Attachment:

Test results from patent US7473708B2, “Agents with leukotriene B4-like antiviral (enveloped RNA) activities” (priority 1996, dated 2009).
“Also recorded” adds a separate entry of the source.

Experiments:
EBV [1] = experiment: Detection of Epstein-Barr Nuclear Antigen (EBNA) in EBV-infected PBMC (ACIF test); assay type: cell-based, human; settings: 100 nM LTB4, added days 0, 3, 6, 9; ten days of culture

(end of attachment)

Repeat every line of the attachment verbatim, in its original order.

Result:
Test results from patent US7473708B2, “Agents with leukotriene B4-like antiviral (enveloped RNA) activities” (priority 1996, dated 2009).
“Also recorded” adds a separate entry of the source.

Experiments:
EBV [1] = experiment: Detection of Epstein-Barr Nuclear Antigen (EBNA) in EBV-infected PBMC (ACIF test); assay type: cell-based, human; settings: 100 nM LTB4, added days 0, 3, 6, 9; ten days of culture